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Ventura Wealth Clients
2 min Read

The world of finance thrives on efficiency, where every transaction aims to achieve the desired outcome at the best possible price. However, there's an often-overlooked factor that can silently erode your returns: impact cost. This blog delves into the intricacies of impact cost, its implications for traders, and strategies to mitigate its effects.

What is the impact cost?

Imagine you spot a fantastic trading opportunity – a stock poised for a breakout. You place an order to buy a specific quantity of shares, expecting a swift execution at the prevailing market price. But reality can be different. Impact cost measures the hidden cost incurred due to the difference between the ideal execution price (based on the best bid and ask prices) and the actual average price you pay (or receive) when your order is filled.

Factoring in liquidity

The primary culprit behind impact cost is market liquidity. Liquidity refers to the ease with which an asset can be bought or sold at a fair price. In a highly liquid market, numerous buyers and sellers are actively trading, enabling orders to be filled quickly and close to the best bid and ask prices.

However, in markets with lower liquidity, there might be a limited number of buyers or sellers willing to transact at the prevailing bid or ask prices. This can lead to:

  • Price Deviation: For buy orders, you might end up paying a higher average price than the best ask price if there aren't enough sellers willing to part with their shares at that level. Conversely, for sell orders, you might receive a lower average price than the best bid price if there aren't enough buyers willing to purchase at that price.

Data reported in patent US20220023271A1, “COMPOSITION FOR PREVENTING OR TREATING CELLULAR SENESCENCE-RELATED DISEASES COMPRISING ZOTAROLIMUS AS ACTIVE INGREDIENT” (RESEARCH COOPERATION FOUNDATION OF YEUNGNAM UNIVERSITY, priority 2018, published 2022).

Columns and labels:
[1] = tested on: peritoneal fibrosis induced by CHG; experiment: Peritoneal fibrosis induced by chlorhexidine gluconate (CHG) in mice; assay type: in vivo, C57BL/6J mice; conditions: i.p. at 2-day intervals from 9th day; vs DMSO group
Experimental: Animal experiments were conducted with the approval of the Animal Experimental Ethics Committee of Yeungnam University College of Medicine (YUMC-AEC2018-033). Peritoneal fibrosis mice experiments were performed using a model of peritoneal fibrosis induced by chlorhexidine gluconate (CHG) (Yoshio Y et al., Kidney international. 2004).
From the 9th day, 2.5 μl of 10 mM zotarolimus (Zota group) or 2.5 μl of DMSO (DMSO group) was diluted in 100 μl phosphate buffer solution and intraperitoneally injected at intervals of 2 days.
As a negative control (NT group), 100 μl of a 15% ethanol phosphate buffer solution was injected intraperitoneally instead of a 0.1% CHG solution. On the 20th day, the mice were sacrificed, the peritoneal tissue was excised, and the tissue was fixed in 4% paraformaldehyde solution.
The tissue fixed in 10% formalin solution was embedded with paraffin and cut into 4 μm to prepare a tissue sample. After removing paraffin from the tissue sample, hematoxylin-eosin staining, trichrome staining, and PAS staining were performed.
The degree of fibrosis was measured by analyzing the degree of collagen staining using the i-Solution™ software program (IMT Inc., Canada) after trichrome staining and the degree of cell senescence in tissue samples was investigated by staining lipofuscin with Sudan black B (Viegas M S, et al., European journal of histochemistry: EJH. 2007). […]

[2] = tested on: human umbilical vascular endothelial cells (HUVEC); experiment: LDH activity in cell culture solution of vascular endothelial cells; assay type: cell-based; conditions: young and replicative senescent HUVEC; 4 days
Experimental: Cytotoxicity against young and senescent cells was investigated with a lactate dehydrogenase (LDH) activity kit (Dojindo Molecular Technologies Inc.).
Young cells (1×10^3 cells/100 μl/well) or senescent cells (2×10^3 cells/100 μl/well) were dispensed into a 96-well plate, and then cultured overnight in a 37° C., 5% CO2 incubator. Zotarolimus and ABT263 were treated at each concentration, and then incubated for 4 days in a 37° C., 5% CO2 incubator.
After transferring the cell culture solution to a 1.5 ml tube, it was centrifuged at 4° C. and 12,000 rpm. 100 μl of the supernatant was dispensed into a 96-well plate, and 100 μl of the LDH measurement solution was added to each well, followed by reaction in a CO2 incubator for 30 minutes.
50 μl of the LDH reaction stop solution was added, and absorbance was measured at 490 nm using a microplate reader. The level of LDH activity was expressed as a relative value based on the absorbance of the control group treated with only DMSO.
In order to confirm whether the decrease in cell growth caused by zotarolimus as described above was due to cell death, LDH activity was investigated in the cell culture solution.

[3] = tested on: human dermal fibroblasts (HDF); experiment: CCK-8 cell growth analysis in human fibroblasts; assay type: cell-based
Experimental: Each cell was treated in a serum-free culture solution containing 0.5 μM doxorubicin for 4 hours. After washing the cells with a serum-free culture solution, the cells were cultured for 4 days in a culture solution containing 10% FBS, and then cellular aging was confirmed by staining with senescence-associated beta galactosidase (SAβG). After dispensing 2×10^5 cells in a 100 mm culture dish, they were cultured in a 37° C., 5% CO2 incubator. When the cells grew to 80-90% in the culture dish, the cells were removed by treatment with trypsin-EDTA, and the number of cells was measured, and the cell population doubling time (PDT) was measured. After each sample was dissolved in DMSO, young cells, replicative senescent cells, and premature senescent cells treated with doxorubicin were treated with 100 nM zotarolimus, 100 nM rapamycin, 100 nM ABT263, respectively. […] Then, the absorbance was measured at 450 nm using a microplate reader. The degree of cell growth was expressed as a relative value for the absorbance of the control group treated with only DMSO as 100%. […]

• Order Execution Time: In less liquid markets, it might take longer for your order to be filled entirely, potentially leading to missed opportunities or increased exposure to price fluctuations.

Impact cost: a silent drag on the returns

While impact cost might seem insignificant for small transactions, it can accumulate over time, especially for high-volume traders or those frequently entering and exiting positions in options trading. This can significantly erode potential profits or amplify losses.

How to reduce the impact cost?

Fortunately, there are strategies you can employ to minimise the impact of impact cost:

  • Trade Liquid Assets: Prioritise stocks with high trading volumes and readily available shares. This increases the likelihood of your orders being filled at prices closer to the best bid and ask.
  • Order Size Optimization: Break down large orders into smaller ones. This can help you achieve better average execution prices by gradually entering or exiting positions.
  • Limit Orders: Utilise limit orders that specify the maximum price you're willing to pay for a buy order or the minimum price you're willing to accept for a sell order. This helps control the potential price deviation but might also lead to slower order execution.
  • Patience is Key: Especially in less liquid markets, exercise patience when placing orders. Don't chase after the absolute best bid or ask price if it means potentially waiting a long time for your order to be filled.


Impact cost is an unavoidable reality in the world of trading. By understanding its causes and employing mitigation strategies, you can become a more informed and cost-conscious trader. Remember, managing impact cost is another step towards maximising your investment returns. So, stay informed, trade strategically, and keep those hidden costs in check.